As if our emotional challenges during the reintegration process weren’t enough, we also face logistical challenges, the difficulties in our daily lives and routines that can threaten our sobriety if we don’t learn how to deal with them. These challenges can cause us a tremendous amount of stress and overwhelm, adding to our feelings of depression and anxiety. When we aren’t mindful of them, they can derail our healing progress and contribute to our addictive patterns and emotional struggles.
A huge challenge for many of us upon leaving treatment and reentering our former lives is returning to work. Many of us have lost our jobs due to our struggles with addiction. Some of us lost our jobs when we finally made the choice to enter treatment. Some of us have formed strong relationships with our employers and have jobs waiting for us when we’ve finished treatment, but many of us aren’t so lucky. We’ll have to prove ourselves to new employers, many of whom are wary of working with people with substance abuse problems. They’re hesitant to give us a try, especially given the prevalence of other issues that accompany addiction, such as mental health issues, extended time off, and criminal records. Many of us are tempted to conceal our history, knowing how much more likely we are to be given a chance at employment if we do. Some employers, though, will be forgiving of gaps in our employment history and any legal problems we may have incurred. Many are understanding of the reality of addiction and just how prevalent it has become.
Once we do find a job, maintaining employment is another challenge altogether. We’ll have to contend with depression and anxiety, which can make working feel impossible. We’ll have to prioritize our work over our addictions, something many of us aren’t used to after years of prioritizing our substance abuse. We’ll need to make sure we’re able to keep up with the demands of work, which can be extra challenging when we’ve been living with addiction for so long. Many workplaces are becoming more familiar with the reality of addiction, given that so many employees struggle with it, and it is a large part of their lives. Many employers are starting to encourage more open discussion about addiction in the workplace, to help people feel comfortable enough to seek out the support they need and to reduce the stigma surrounding addiction that ultimately can shame people into secrecy and relapse. Some are even helping employees connect with helpful addiction and mental health resources, because they see the value in helping employees through their challenges rather than merely replacing them. More companies are starting to see addiction as a medical issue that people need support to recover from, and they’re beginning to offer this support rather than judgment and rejection. Dealing with work, and the accompanying pressure to keep our addiction history a secret, can be one of the toughest logistical challenges we face when reintegrating.
As we know, addiction can totally overtake our lives. Many of us lose everything, and it’s only once we’ve hit rock bottom that we finally get help. For some of us, this means we’ve lost our homes and all our savings, many of us because our money went to our substance abuse problem. A huge logistical challenge when we’re reintegrating is figuring out where we’ll live. Homelessness among addicts is quite common, including those of us already are in recovery. After leaving treatment, many facilities offer helpful resources, such as sober living houses and assistance with housing. Many of us, however, are still in the clutches of the addictions and mental health issues that brought us to treatment in the first place, and we’re not yet able to take advantage of the resources and services available to us. Many of us find it hard to accept help, sometimes because we’re prideful and afraid to appear vulnerable. Shelter is one of our basic needs, without which we’re at risk of relapsing and of continuing to suffer from our mental illnesses.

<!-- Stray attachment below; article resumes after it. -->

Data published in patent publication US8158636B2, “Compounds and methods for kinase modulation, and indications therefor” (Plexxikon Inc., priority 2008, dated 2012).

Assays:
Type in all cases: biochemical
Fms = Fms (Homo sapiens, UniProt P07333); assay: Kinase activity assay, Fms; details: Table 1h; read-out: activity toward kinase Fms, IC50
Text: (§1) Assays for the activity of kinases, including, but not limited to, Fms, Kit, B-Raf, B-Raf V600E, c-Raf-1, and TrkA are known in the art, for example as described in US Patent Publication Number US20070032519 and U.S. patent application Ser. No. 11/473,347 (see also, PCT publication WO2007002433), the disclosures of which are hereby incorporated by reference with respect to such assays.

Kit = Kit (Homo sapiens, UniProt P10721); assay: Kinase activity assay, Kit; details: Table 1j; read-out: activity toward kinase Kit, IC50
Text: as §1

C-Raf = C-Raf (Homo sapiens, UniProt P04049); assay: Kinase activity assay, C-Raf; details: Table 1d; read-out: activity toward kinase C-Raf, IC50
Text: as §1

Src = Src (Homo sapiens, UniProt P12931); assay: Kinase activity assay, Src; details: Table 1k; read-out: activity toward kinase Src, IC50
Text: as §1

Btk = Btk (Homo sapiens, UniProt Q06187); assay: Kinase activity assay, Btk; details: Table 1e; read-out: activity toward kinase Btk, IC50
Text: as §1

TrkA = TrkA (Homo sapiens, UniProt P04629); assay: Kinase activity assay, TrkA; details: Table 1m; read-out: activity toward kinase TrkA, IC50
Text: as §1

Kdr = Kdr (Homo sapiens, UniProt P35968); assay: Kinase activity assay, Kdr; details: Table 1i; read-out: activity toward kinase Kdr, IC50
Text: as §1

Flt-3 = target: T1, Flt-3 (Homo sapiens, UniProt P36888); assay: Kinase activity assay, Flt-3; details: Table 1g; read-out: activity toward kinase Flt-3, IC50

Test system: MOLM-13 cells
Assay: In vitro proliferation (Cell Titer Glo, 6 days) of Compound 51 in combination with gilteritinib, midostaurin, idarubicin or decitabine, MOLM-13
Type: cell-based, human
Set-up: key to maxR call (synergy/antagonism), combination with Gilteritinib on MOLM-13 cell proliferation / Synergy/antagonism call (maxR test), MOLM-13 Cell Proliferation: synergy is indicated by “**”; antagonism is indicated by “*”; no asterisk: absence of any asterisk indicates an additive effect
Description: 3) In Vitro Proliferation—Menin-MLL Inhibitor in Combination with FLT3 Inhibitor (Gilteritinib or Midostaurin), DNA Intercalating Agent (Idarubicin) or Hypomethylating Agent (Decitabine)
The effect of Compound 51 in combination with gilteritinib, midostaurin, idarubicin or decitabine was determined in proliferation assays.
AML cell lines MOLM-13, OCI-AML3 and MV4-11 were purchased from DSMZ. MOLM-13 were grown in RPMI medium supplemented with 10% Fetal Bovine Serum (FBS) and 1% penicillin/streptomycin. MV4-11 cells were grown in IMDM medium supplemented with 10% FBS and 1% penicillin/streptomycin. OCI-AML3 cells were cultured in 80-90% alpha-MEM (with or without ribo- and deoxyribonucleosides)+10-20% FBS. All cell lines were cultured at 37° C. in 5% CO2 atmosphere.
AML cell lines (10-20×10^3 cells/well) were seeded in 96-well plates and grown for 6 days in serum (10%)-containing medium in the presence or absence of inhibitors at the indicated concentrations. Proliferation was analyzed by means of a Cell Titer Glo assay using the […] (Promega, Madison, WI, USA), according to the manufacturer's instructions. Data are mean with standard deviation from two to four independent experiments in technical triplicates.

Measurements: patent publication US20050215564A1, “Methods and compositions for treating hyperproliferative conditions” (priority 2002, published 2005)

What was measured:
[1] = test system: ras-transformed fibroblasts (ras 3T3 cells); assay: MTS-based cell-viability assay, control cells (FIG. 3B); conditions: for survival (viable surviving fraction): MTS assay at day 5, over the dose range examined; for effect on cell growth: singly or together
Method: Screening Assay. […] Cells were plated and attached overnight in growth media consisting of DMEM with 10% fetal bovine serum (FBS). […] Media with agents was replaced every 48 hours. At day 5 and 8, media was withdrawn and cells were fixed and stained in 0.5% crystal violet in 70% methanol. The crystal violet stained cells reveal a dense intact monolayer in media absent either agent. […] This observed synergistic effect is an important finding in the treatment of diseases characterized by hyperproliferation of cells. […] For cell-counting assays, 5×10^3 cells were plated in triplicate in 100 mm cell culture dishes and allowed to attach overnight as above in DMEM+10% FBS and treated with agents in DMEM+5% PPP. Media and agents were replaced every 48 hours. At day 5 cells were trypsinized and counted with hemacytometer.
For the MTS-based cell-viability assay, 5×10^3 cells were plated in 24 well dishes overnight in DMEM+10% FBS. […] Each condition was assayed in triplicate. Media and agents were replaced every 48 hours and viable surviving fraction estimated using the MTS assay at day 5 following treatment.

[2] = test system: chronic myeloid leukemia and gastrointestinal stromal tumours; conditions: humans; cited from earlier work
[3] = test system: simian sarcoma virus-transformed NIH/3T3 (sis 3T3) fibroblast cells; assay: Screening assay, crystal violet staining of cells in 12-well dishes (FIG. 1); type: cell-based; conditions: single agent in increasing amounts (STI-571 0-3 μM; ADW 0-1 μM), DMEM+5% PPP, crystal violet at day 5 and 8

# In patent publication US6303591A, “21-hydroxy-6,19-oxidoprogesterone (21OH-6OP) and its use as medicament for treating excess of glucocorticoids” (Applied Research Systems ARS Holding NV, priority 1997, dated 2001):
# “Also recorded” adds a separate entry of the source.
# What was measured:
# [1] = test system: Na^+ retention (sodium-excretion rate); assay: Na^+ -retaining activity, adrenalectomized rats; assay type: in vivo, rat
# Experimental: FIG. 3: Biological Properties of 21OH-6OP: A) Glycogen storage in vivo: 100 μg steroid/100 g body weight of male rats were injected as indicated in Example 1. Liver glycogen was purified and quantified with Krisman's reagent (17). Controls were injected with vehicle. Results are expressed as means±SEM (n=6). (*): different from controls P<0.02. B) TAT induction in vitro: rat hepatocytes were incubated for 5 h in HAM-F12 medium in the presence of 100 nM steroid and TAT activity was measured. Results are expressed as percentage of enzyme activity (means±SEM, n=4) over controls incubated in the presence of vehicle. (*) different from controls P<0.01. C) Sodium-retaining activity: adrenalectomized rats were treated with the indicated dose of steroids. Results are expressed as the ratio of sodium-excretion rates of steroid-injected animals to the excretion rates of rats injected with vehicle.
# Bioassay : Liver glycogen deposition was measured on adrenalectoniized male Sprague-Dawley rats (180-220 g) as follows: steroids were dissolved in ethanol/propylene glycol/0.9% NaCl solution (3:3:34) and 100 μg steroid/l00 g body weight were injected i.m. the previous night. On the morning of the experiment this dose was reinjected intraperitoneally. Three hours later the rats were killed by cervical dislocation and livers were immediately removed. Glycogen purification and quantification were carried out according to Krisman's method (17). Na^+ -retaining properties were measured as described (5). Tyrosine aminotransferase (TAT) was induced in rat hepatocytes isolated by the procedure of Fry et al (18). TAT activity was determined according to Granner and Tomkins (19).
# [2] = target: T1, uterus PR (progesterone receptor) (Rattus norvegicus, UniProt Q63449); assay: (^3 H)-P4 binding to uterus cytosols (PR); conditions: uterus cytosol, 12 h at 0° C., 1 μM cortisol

Another challenge when reintegrating is the nature of our living situation and the presence of other addicts in our lives. Sometimes the people we live with are the people who most contributed to our addictive patterns, by having a substance abuse problem themselves and encouraging us to use, or by enabling us through their own denial. Our loved ones often don’t want to believe that we, and they, have a problem. It can be easier to try to avoid the truth than to face the harsh reality that we’re addicts. When we’re returning to our regular lives, sometimes the family members, friends or roommates we spend the most time with can present a challenge for us and threaten our sobriety. We’ll need to deal with the logistics of our living situations in order to increase our chances of preserving our recovery. We’ll need to make sure that where we live is a safe and secure environment, free from the substances, behaviors and people that tempt us. We’ll want to make sure we’re living with people who are sober themselves and who support our efforts to stay sober.
The logistical challenges to our sobriety can make the reintegration process just as challenging as the emotional ones, and can contribute to our emotional difficulties, making us depressed, anxious, stressed and overwhelmed. Learning to cope with these day-to-day issues can mean the difference between the accomplishment of staying sober and the bitter disappointment of relapsing.
The community at Riverside Recovery is here to help you face all of the emotional and logistical challenges associated with recovery and reintegration. Call (800) 871-5440 for more information.